This fall, students from Davis &Elkins College were not afraid of getting their hands dirty with a community agriculture project on the West Side of Charleston. About a dozen sustainability studies and environmental science students are creating a micro-farm on a donated residential property, designed to encourage entrepreneurship and improve health and self-sufficiency in that neighborhood.
But for the D&E students, it’s not just days of service. It’s the beginning of a multi-year project that will have a significant impact on the lives of West Side residents and allows students to connect the classroom to the community.
“I have seen first-hand the benefits of hands-on immersion outside the classroom, as well as creating and maintaining strong communities through student-centered projects such as this,” said Russ McClain, director of the Center for Sustainability Studies at D&E. “We are excited about refining ways to improve communities, from the design stage to the execution.”
The students are working, literally, from the ground up. After their first visit to the site with partners from the Charleston Area Alliance to measure potential plot sizes, investigate infrastructure needs, and meet with local chefs and restaurant owners, they went back in the classroom to design the layout of the garden, first using foam core then computer design programs. Recently they went back to the site to not only create the teaching gardens, but also create an aesthetically pleasing green space for the neighborhood.
“This project really gives us a chance to get our feet wet and deal with sustainability issues out in the field,” said Sydney Mucha, a sophomore from Bridgeport, while she was reviewing the plot sizes and walkways.
The genesis for the Sustainable Agricultural Entrepreneur Initiative (SAGE) project was a study conducted through the West Side Farmers Market which found a significant need and market for fresh, local produce on the West Side of Charleston, including for local restaurants. According to the study, local residents are currently living in a food desert, with many in need of additional income, and the micro-farm aims to fill that market gap. This is where D&E’s involvement began.
For many of the students, this type of experiential learning is preferable to simply a textbook or lecture. “I really like a hands-on project like this,” said Crystal Simons, a sophomore from Buckhannon. “We learn more that way and I enjoy working with other partners. We are looking at even the business aspects of this garden so that is much more relevant to what I might pursue after college.”
Part of the project includes researching gardening details such as freshwater catchments and drip irrigation, market demand for heirloom vegetables, or the best pollinator flowers.
“I feel like we are really addressing a need within this urban community,” said Jenna Gilmore, a junior from Elkins. “I’m looking forward to the workshops that will show the residents how to grow and market their produce. It will really help build up their economy.”
The service aspect of this learning project is significant. For one student, the micro-farm allows him to continue his interest in sustainability that began in high school in Virginia. “It was so interesting working on a retention pond project in Manassas,” said Luke Goldman, now a D&E sophomore Sustainability Studies major. “I like doing projects like this because it makes me feel good helping a community that’s struggling.”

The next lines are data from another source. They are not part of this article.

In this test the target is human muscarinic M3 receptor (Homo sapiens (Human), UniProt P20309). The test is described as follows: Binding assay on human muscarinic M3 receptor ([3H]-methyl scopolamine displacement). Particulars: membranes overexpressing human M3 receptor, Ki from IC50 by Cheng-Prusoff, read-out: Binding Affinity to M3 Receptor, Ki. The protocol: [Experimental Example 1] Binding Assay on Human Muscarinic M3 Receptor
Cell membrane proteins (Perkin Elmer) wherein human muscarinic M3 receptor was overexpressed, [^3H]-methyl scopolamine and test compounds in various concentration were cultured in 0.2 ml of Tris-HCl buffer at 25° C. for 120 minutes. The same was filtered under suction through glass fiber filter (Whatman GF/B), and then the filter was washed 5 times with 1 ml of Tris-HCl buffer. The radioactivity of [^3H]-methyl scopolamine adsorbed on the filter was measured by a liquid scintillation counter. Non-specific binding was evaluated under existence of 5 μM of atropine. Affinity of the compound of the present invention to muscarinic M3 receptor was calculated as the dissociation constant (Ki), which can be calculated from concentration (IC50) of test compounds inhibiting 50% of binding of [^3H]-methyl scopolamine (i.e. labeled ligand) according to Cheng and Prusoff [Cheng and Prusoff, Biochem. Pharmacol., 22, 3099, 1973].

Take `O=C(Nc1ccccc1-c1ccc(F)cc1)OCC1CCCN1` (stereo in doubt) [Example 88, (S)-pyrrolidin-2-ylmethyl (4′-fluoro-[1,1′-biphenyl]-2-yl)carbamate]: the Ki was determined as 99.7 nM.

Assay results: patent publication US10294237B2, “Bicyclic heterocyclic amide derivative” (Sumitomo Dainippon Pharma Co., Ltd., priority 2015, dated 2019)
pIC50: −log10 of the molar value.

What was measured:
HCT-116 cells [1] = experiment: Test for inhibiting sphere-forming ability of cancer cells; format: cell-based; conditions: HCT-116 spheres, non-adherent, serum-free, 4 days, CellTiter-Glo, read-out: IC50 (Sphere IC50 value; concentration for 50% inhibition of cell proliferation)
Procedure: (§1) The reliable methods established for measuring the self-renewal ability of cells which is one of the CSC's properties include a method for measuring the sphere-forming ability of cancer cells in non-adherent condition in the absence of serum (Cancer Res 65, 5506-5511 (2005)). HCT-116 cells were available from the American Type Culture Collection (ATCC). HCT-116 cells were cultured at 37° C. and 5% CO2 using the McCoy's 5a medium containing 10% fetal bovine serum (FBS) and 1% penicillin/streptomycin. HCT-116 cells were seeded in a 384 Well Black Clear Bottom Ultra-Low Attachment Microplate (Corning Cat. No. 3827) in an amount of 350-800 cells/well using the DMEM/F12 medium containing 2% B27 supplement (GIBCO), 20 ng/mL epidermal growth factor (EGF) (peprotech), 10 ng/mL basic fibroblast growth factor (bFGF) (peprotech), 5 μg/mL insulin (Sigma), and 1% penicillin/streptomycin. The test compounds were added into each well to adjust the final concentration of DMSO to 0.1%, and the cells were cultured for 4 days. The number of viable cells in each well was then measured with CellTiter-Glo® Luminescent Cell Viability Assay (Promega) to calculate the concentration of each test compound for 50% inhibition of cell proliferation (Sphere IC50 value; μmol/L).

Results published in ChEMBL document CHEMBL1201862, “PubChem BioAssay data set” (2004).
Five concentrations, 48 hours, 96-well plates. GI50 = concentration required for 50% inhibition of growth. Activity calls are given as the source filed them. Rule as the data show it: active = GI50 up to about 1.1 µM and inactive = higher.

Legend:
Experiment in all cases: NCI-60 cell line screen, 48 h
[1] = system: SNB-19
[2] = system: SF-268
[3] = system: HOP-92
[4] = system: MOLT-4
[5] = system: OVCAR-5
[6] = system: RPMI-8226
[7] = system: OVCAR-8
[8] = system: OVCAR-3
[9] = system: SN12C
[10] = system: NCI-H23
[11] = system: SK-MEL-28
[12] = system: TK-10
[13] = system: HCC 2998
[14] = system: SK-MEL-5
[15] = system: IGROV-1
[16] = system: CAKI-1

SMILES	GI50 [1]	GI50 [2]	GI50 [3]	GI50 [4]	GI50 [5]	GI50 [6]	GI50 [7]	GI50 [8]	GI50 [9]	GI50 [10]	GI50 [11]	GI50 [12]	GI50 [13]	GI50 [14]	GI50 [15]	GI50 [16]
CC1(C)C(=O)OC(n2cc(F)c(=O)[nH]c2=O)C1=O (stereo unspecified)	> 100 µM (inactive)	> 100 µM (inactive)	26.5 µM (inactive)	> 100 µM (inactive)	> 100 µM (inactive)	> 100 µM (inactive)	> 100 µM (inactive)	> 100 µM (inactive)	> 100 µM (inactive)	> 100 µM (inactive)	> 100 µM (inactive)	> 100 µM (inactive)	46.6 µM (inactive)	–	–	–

Several students echoed that sentiment as well as the notion that the micro-farm is not just a one-time project that is planted then left alone.
“This is the type of project that will keep going; people will continue to benefit from it,” said Nicole Wyatt of Elkins. Another student is looking forward to returning to the site later to see how it is growing. “We will have put a lot of time and effort into the project,” said Shauna Damon of Mt. Wolf, Pa. “I’ll still want to volunteer two years from now when it is really going.”
While one student enjoys the chance to explore on-line design tools, another appreciates being student project foreman for the garden. “Not only does this project help the neighborhood,” said Mark Lanham of Elkins, “but, what I really like is watching the students work together. It will be very gratifying to see their work become reality.”
According to McClain, the project provides an opportunity for students to put the mission of the institution in a real world application. “When we say part of our mission is to inspire students for thoughtful engagement in the world, it isn’t just a slogan,” McClain said.
The Center for Sustainability Studies received a WV Campus Compact grant which provided the necessary seed money for the project and the partnership connection with the Charleston Area Alliance, which will take the next step of garden classroom instruction for local residents. The Center’s prior success with community gardens in Elkins was instrumental in securing the funding.
“I’m grateful to have these experiences available to our students which are similar to those I had at the graduate school level. Faculty relish the opportunity to include projects like this beyond the classroom,” McClain said.
Thomas Toliver, director of Family & Youth Development Services in Charleston, is also thankful. Working side by side with the students this fall, he expressed how they are “an encouragement to me as we work together to make a difference in the lives of the children in this community.”
He added, “Volunteers with their passion and dedication are so hard to come by. It is one thing for people to give money, but for [the students] to give so selflessly of their time speaks volumes.”
For more information, please visit the D&E website at www.dewv.edu or call 304-637-1243.